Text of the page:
Back in the 18th century, it was suspected that bats navigated using sound, but it took until 1938 to conclusively demonstrate echolocation. The mechanism almost exclusively utilizes ultrasonic frequencies which are inaudible to humans. In brief, bats emit high frequency, short duration energetic pulses of sound and interpret the echoes that return to their ears. The sounds have been shown to be quite complex, featuring swept frequency chirps and constant frequency components. Some people (including me) can hear a limited portion of the sounds emitted by bats. This may be the lowest parts of their frequency modulated content. Certainly, it’s perfectly possible to be surrounded by bats alongside some woodland at dusk and hear nothing but their wings fluttering.
That’s where the bat detector comes in. By down-converting the ultrasound into our audible range, we can indirectly detect it and at least enjoy a window into the hidden world of echolocation. It has been suggested that bats utilize delay times, arrival time differences, and the Doppler effect to interpret echoes. Of course, we can only guess at what bats actually perceive. Perhaps the end result is somewhat analogous to vision, with an image that is refreshed as new information comes in.
This bat detector is a heterodyne design. This means that realistic sounding calls are heard, but bear in mind that they have been frequency shifted and are representative artifacts of the original sounds. Nevertheless, the sounds heard with this detector are highly informative with real scientific value. It is perfectly possible to identify bat species by careful observation using this detector as their call patterns are species-specific and can be quite distinctive. I personally (along with a knowledgeable assistant) have identified two species locally, namely brown long eared bats and common pipistrelle bats.
The incoming ultrasonic signal is mixed with a locally generated signal that is close to the same principal frequency. The mixer output contains a signal which is the difference between these two. So, for example, if the incoming sound is based at 45 kHz and the local oscillator is running at 42 kHz, the output will be around 3 kHz — nicely within the range of human hearing. Interestingly, the same output would also be produced if the local oscillator was set to 48 kHz as the mixer produces difference signals in both senses, positive and negative.
The block diagram in Figure 1 is pretty much as it was when I first sketched it out. The project subsequently grew from it. The diagram shows the main functional components, starting at the microphone which is sensitive to ultrasonic frequencies. This feeds a pre-amplifier and high pass filter combination.
FIGURE 1. Block Diagram.
The amplified signal is combined with the local oscillator output in the mixer. The local oscillator is adjusted so that its tone is close to the ultrasonic frequencies of interest. The mixer effectively multiplies the ultrasonic signal with the local oscillator tone and produces audio-band signals representing their difference. The audio band amplifier block buffers the mixer output and drives the user’s headphones.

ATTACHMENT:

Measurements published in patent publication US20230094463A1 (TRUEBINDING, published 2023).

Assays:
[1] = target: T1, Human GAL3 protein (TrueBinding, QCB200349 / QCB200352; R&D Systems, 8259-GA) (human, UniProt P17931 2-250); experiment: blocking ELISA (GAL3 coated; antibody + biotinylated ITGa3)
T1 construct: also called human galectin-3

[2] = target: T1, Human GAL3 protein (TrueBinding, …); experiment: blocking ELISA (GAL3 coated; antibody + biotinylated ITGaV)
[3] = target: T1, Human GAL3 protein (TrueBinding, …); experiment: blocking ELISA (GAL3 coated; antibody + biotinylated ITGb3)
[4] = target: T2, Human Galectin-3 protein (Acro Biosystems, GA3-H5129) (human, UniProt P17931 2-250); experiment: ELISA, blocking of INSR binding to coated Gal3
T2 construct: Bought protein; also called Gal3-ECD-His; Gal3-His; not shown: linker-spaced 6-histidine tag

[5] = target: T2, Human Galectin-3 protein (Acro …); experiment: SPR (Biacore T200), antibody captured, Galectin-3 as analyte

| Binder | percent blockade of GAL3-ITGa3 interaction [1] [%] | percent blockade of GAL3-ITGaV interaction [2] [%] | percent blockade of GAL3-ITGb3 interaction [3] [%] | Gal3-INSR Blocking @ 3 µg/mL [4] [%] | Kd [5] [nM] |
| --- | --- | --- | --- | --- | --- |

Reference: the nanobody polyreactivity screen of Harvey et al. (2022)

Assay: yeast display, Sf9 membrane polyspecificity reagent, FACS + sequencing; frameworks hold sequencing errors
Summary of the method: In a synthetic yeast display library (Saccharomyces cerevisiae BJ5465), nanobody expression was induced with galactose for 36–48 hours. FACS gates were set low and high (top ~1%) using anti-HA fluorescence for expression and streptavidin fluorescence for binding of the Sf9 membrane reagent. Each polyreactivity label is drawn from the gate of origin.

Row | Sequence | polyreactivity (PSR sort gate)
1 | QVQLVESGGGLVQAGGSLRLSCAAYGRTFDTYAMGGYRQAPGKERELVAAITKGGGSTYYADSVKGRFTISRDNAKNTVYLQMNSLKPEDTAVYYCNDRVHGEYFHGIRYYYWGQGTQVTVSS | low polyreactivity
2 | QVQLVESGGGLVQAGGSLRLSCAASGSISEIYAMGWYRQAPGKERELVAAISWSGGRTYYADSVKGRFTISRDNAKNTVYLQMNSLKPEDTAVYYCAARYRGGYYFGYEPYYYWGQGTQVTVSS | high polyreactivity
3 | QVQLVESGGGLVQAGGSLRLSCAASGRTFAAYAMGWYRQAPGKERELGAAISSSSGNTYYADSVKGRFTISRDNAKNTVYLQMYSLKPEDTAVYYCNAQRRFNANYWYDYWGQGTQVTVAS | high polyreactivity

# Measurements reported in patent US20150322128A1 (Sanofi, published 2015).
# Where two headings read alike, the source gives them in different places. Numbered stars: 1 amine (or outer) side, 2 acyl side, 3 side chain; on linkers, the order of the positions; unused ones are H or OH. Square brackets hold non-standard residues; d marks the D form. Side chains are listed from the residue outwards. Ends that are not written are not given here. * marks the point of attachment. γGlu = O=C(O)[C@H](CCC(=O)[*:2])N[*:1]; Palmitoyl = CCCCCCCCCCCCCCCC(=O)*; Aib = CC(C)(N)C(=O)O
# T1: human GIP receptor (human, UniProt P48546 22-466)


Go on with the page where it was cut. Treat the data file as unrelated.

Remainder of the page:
Unlike competing designs which use quite complex digital processing techniques, this project uses straightforward analog circuitry comprised of a quad op-amp and a handful of passive components. With the possible exception of the microphone, most hobbyists will find that everything needed is already at hand, making this an unusually inexpensive project.
The circuit diagram in Figure 2 shows the complete project and it really is as simple as it looks. Each of the four amplifiers in the quad op-amp IC is used as a building block, and these correspond quite closely with the functions shown in the block diagram. IC1/a and IC1/b comprise a two-stage, high gain microphone pre-amplifier. Capacitors C1 and C3 were selected to produce a two-pole, high pass filter characteristic which blocks audio-band input while favoring ultrasonic frequencies.
FIGURE 2. Bat Detector Schematic.
Resistors R3 and R4 were selected for high gain in IC1/a — consistent with acceptably low noise. The gain of IC1/b is set by R7 and R8. The latter was, in fact, selected to match the sensitivity of the microphone, given the high gain of IC1/a. It may be necessary to alter R8, depending on the specific microphone used. For this reason, it is worth considering something like a 220K potentiometer in its place during construction and initial setup.
IC1/c is a conventional RC oscillator. Its frequency is determined by C4 and the combination of VR1 and R12. With the values shown, the usable range is about 15 kHz to 110 kHz.
IC1/d serves as our mixer, combining the filtered and amplified input signal with the local oscillator tone to produce an audio-band signal. IC1/d also buffers the signal and drives the headphones. Resistor R13, in series with the headphones, was found to be necessary to prevent feedback. It’s not quite clear whether the feedback arises via the external headphone-microphone route or it is an electronic circuit phenomenon, but it was an unbearable effect which R13 completely cured.